# Switch Case Replacements for Python

With the syntactical difference between Python 3.10 & beyond

Many programming languages have switch-case statements.

Unlikely, there are no switch-case statements in Python for versions less than 3.10.

switch is useful especially if you want to return a lot of different values based on a specific input.

When I first started programming with C, switch statements made sense. After I switched to Python, I found there was no such thing. I needed to find a workaround or something to do many different things based on one value.

I first used if statements as a replacement for switch cases. It was ugly, unreadable, and not efficient.

Until I knew there are some other ways to do this to make my code more readable and efficient as well.

In this tutorial, I will show you how to replace switch statements for new Python 3.10 and older versions.

## Use dictionary as a mapper (for Python < 3.10)

If you are using a Python version less than 3.10, you can use a dictionary as a mapper.

For example, you can use a dictionary to map numbers to their associated words like the following:

digits_mapper = {
0: "zero",
1: "one",
2: "two",
3: "three",
4: "four",
5: "five",
6: "six",
7: "seven",
8: "eight",
9: "nine",
}

print(digits_mapper.get(5, "nothing"))
# five

print(digits_mapper.get(10, "not existing"))
# not existing

In the above example, we used the get method. It returns the value associated with the key. If the key is not in the dictionary, it will return the value specified in the second argument.

Let's say there are too many cases to check. Using a dictionary is more efficient than the usual fall-through behavior for switch.

In other languages, the compiler checks all cases in order until it finds a break statement; or it reaches the default case.

For dictionaries, when we use get method the compiler only checks the key passed. It then returns the value associated with that key.

Let's see a more complex example: If you want to calculate taxes based on many countries. Consider using dictionaries. This time you can define each country's tax rate calculation in a separate function. Pass that function to a dictionary like the following:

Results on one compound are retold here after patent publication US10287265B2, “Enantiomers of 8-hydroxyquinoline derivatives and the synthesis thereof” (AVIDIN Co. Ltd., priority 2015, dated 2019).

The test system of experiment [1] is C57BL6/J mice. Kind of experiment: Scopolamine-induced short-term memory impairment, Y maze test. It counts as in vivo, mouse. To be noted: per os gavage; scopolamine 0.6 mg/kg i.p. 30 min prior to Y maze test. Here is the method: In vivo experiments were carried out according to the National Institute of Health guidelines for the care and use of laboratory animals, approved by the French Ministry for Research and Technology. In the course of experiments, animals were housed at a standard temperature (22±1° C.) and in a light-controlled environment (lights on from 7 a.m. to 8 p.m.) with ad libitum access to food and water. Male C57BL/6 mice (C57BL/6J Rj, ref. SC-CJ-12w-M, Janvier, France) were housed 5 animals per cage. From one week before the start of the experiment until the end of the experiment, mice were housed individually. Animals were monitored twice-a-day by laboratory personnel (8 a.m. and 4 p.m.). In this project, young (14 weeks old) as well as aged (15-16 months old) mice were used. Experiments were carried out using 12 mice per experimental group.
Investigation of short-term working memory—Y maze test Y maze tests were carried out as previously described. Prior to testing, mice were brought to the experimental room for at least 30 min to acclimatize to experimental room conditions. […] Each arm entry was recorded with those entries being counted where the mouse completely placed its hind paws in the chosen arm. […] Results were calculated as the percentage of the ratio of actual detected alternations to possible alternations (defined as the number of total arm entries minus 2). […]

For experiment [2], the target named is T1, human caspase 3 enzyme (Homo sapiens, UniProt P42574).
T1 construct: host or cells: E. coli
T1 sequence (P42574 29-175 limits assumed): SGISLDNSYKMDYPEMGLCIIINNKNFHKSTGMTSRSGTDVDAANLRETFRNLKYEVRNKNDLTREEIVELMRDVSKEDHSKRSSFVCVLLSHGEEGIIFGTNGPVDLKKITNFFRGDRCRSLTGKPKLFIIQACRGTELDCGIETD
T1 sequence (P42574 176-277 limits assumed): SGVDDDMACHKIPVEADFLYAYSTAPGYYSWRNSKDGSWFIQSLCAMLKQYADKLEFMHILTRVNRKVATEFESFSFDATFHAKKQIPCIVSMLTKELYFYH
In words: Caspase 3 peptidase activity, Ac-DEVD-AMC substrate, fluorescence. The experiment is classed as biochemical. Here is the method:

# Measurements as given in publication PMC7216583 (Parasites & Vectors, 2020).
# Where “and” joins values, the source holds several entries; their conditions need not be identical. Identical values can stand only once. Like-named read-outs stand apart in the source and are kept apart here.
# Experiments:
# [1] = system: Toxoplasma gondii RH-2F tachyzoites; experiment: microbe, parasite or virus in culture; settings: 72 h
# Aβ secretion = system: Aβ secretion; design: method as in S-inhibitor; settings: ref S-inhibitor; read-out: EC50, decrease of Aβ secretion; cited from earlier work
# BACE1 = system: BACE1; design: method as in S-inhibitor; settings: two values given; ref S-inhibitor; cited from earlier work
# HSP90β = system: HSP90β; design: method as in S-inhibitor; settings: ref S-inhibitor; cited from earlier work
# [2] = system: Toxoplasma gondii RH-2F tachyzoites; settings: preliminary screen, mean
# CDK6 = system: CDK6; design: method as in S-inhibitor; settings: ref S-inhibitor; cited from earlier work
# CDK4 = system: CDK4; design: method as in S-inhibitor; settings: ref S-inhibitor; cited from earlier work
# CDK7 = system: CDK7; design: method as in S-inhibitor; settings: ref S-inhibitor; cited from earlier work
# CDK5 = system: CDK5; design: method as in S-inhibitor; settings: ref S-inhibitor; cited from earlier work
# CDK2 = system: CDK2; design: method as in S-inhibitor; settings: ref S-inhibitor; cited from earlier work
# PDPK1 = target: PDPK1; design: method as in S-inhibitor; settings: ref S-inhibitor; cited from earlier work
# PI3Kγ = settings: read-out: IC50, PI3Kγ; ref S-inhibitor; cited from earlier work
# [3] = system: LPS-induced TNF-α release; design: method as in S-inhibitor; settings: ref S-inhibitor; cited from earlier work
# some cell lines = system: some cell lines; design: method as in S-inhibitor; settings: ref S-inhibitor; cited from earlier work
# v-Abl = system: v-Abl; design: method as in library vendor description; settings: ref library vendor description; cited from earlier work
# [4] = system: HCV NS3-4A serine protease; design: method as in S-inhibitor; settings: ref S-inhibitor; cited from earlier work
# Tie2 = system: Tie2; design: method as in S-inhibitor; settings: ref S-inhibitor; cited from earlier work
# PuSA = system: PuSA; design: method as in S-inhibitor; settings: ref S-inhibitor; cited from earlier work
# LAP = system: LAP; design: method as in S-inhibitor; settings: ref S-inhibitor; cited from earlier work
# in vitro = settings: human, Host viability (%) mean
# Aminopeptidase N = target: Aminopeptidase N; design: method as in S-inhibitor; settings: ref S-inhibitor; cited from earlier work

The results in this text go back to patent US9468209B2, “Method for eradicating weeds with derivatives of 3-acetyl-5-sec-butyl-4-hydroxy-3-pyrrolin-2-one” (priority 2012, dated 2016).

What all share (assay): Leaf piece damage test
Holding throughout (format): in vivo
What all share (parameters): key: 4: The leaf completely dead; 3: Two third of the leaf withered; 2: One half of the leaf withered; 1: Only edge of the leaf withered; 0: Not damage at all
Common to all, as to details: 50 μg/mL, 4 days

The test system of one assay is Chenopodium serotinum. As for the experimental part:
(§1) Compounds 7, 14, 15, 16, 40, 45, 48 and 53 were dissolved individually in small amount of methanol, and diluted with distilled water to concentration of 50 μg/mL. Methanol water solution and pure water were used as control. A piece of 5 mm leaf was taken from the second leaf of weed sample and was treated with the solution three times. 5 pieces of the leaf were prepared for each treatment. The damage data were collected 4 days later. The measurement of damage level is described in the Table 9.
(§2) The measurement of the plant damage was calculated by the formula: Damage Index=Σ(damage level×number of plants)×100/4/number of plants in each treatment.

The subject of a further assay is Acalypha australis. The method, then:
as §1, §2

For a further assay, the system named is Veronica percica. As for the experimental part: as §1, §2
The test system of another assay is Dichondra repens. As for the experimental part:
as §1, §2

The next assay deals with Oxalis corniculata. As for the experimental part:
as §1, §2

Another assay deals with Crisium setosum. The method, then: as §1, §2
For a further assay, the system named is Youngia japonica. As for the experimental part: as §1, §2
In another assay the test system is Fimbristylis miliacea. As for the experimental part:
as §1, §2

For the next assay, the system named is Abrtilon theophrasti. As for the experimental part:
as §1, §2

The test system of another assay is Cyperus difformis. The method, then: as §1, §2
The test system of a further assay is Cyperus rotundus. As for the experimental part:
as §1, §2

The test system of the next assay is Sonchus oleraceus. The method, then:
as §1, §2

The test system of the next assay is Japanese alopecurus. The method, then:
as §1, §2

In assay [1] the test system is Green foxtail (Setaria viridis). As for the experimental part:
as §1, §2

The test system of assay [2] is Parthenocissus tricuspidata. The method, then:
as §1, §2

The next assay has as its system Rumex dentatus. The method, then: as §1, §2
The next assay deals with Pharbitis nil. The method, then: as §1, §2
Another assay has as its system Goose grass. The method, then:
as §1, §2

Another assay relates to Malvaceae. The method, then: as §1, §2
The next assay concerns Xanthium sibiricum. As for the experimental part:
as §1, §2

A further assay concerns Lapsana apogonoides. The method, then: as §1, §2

def egypt(amount):
calculate_tax = amount * 0.05 # or insert the tax equation
return calculate_tax

def palestine(amount):
calculate_tax = amount * 0.02 # or insert the tax equation
return calculate_tax

country_tax_calculate = {
"egypt": egypt,
"palestine": palestine
}

def calculate_tax(country_name, amount):
return country_tax_calculate[country_name](amount)

print(calculate_tax("egypt", 8000))

When you used a country_tax_calculate dictionary, it made your code more elegant. Readable. And also more efficient.

You used that dictionary in calculate_tax() function passing the country_name key to it.

Note that the key is a function (e.g. egypt) and the argument passed to it is the amount value.

## Use match-case (for Python 3.10 and above)

In 2006 in Python 3.0 version, Guido von Rossum (the creator of Python) rejected a switch/case statement.

Until in September 2020 (Python 3.10) he and Brandt Bucher (a software engineer at Microsoft) introduced a structural pattern matching.

This introduced using a match/case statement; the first-class implementation for a switch case in Python.

Let's look at the following snippet:

def f(digit):
match digit:
case 1:
return "one"
case 2:
return "two"
case 3:
return "three"
case 4:
return "four"
case 5:
return "five"
case 6:
return "six"
case 7:
return "seven"
case 8:
return "eight"
case 9:
return "nine"
case _:
return "not existing" # the default case when a digit is not found

print(f(5))
# five

print(f(10))
# not existing

Pattern matching is very efficient. In fact, it is more efficient than the workaround in the previous section.

It is not just a switch case statement. If you're interested, read more on this in the Python documentation.

The case _ statement at the end of the match/case statement is like the default case in other languages. Use it when the value is not found in the match-case statement. Unlike switch cases in other languages, match-case doesn't fall through to the next case if the value is already found.

For example, in the previous example when we check if 5 existed or not. The matcher would return five and would not go through the other cases as the usual switch case. Efficient, isn't it?

## Conclusion

We have discussed alternative ways to do switch statements in Python. We've explored that for Python versions older than 3.10 or 3.10 and above. We've seen the dictionary workaround and finally the match-case statement. Both are performant and more pythonic than the chain of if-elif statements.